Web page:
Touchscreen Kiosks and the Next Generation of Car Parking Solutions

25 August 2020
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By Jason SOUTHERN, UK Sales Manager – AURES UK

Self-service payment options are nothing new in car parks. In fact, the car parking sector was one of the first to adopt automated ticket machines (ATMs), which in turn were one of the earliest types of self-service kiosk.

Whether it is pay and display, pay on foot (where tickets are issued on entry and payment is made at an ATM just before leaving) or pay on departure (remember those old coin baskets where you had to throw in the right change?), automated self-payment has been the norm now for many years.

Out of all the payment solutions available in car parks, pay and display probably remains the most common. But things are changing. With every type of organisation having to look to their environmental responsibilities these days, paperless ticketing is a growing trend. Similarly, not only are we rapidly transitioning to cashless payments across the economy, contactless is on track to become the dominant option – especially in the wake of COVID-19.

In step with these developments, kiosk technology is evolving, too. Compared to the ATMs of yesteryear, modern touchscreen kiosks are more compact, more versatile and more user-friendly. Not only that, but because they are fully digital, touchscreen kiosks connect seamlessly to a wide range of payment and e-ticketing solutions that ensure customers get more choice and convenience than ever.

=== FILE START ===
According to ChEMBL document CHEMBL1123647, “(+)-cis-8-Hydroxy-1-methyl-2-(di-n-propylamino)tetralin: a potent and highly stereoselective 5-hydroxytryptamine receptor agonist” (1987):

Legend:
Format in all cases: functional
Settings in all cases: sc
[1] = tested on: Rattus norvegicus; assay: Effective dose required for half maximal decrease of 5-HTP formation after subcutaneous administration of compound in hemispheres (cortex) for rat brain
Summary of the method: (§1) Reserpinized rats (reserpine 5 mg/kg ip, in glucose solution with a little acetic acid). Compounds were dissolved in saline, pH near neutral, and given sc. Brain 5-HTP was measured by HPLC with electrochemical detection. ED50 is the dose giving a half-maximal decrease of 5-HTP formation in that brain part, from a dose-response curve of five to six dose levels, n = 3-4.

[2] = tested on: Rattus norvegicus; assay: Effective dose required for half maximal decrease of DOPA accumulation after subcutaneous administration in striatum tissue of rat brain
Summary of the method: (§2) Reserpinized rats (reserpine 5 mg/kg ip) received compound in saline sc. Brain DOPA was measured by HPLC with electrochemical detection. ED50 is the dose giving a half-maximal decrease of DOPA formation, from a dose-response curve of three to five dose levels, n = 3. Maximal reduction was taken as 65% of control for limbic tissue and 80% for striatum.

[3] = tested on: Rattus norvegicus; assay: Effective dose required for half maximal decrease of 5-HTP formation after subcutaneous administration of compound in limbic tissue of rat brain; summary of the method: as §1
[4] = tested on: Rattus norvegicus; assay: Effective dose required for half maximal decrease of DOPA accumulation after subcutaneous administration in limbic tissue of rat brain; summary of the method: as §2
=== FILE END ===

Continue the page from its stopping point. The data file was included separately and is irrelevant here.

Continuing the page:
Increasing the options

For example, touchscreen kiosks can be connected to an automatic number plate recognition (ANPR) system as part of a ticketless solution. Customers might be asked to enter their vehicle’s registration number and scan in their payment card at a kiosk on arrival. When they leave, a video camera registers their number plate in the ANPR, which then calculates the correct amount to debit their card for. If the ANPR detects a car trying to leave without the number plate and car details being logged, it can trigger a penalty notice.

Alternatively, the ANPR system could scan the vehicle’s number plate on the way into the car park. When the customer wants to leave, they head to a kiosk, select their vehicle from a list on the screen and pay the amount shown. An ANPR camera at the exit will recognise that payment has been received and lift the barrier.

Even without ANPR, touchscreen kiosks can be used for paperless ticketing by linking payments to a phone, either by Bluetooth/NFC or by sending an SMS. For example, customers could be asked to enter their phone number and pre-pay for a fixed amount of parking time. When they present their card, a QR code is sent to them by SMS, which they then scan to leave the car park.

There are several benefits to using touchscreen kiosks in these ways. For one, people like touchscreens. They are intuitive to use, easy to navigate and, of course, most of us are very

familiar with using them because of our smartphones. The example of choosing your car from a list on the screen after it has been detected by the ANPR, for example, means that payment can be processed with a single touch and a swipe of a card.

Another advantage is that touchscreen kiosks are slimline and compact, and therefore suitable for deployment in a wide range of locations. Indoors or outdoors, wall mounted or freestanding, touchscreen kiosks allow operators to increase the payment points available to customers.

Ticket printers, cash repositories and chip and pin card readers can still be added as required, but by also offering standalone touchscreens providing an entirely paperless, contactless solution, you increase the choices available and help to cut down on queues.